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Voluntary Servitude

October 5, 2015

Eric, I thought you were moving to Arizona?

I was going to, but when it came down to it, my family didn’t want to leave Utah. So now I’m looking for a job back up here. That’s rough, being out of work.

Oh, I’m still working down there. I just fly back and forth on the weekends. I’ll tell you, maintaining two households is killing me.

Well, why. . .?

Can’t give up the health insurance.

My friend Eric is not unique. I know several people who are in jobs they don’t like. They could forgo the salary, but health benefits are keeping them tied to their current employer. 

I worked for Microsoft during the glory years. The stock price was climbing 20-40% per year. We all had unvested stock options. That means we had tens of thousands of dollars that we could only collect if we stayed long enough for the stock options to vest. However, we got new options every year with a new vesting schedule. So, while the old grants would vest, there were always new ones with their untapped value. Within the company they were called “golden handcuffs.” Many people who might have otherwise retired or left for other companies could bear to walk away from their options. 

The heady days of Microsoft’s soaring stock price are gone. Sure, Google or Apple have taken Microsoft’s place as the high flying tech stock darlings. But, stock options are no longer the handcuffs they once were. Gone are the days where we made decisions based on what we would get. Today our choices are based on what we would lose.

As the major breadwinner for a large family, I have a responsibility to not only feed and clothe my brood, but to make sure they can go to the doctor when needed. Two years ago my health care choices were pretty simple. I chose from three or four options that my employer offered. They took the money out of my paycheck and that was it. Last year that all changed. Because of new health care requirements, my employer options were no longer simple. In fact, during the open enrollment period, my wife and I spent weeks evaluating the different options. All of them were more expensive than previous years with less coverage. Finally, we ended up on three separate plans; one for me, one for my lovely wife and a separate one for our kids.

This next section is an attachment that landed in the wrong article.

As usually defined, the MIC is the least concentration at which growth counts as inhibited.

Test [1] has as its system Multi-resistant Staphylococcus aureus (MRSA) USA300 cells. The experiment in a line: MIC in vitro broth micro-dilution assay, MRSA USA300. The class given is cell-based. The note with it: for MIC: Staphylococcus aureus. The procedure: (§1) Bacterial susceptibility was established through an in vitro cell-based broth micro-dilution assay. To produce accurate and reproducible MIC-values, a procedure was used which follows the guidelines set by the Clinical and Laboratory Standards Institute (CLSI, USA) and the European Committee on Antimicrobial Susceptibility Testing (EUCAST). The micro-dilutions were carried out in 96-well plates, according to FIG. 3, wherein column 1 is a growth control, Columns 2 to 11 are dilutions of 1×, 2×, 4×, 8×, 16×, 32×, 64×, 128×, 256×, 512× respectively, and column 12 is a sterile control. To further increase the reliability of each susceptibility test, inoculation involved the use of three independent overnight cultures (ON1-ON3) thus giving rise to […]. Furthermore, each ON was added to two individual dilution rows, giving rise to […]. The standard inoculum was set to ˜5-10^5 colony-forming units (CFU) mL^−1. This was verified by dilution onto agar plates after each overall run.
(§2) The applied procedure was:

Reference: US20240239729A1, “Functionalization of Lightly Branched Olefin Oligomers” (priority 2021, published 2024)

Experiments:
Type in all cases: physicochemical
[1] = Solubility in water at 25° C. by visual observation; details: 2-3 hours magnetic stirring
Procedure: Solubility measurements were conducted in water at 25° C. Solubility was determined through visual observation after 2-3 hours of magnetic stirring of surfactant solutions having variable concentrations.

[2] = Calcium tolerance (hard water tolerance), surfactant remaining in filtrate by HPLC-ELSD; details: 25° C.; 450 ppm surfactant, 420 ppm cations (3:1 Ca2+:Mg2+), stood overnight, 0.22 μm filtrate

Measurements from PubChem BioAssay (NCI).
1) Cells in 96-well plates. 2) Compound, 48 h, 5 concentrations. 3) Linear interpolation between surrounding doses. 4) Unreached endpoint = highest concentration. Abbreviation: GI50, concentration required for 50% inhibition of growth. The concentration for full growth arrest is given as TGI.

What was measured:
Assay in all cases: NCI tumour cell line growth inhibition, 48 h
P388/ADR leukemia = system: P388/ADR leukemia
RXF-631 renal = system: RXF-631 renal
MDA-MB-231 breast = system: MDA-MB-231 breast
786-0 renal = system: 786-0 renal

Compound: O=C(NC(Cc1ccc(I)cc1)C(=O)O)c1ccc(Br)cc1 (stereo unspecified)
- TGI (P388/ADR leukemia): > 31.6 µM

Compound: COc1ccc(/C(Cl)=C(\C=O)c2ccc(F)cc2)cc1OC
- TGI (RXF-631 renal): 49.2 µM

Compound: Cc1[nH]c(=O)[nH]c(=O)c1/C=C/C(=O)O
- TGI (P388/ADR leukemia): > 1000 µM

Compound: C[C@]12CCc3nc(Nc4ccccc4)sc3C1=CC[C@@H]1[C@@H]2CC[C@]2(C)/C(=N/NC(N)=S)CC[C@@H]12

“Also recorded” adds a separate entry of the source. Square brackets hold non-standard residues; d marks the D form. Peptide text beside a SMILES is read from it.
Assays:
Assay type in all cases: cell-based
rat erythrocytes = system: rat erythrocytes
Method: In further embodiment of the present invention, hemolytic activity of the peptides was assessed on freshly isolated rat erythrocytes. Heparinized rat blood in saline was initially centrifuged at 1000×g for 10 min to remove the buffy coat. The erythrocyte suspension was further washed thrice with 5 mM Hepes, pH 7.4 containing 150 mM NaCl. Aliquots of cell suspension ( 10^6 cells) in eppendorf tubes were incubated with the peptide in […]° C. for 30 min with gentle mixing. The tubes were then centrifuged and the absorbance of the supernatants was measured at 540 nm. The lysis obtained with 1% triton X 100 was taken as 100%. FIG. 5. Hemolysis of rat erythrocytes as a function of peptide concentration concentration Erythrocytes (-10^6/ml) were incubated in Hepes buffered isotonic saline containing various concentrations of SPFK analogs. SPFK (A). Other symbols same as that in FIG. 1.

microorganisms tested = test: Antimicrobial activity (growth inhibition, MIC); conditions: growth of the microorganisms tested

We now have three times the paperwork to keep track of. We get three times the mail from our insurance providers. We’ve had at least one long term health care provider inform us that he will no longer be working with one of our insurance providers. Managing our health care paperwork has become a second job for my lovely wife. Didn’t they tell us this was going to get easier?

Like many people, I’ve considered other employment options. I’ve asked myself, is this the right company for me? Should I look at a different company? But, now, rather than salary the major consideration is “What are their health benefits like?” 

Rodney M Bliss is an author, columnist and IT Consultant. His blog updates every weekday at 7:00 AM Mountain Time. He lives in Pleasant Grove, UT with his lovely wife, thirteen children and grandchildren. 

Follow him on
Twitter (@rodneymbliss
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LinkedIn (www.LinkedIn.com/in/rbliss)
or email him at rbliss at msn dot com

(c) 2015 Rodney M Bliss, all rights reserved 

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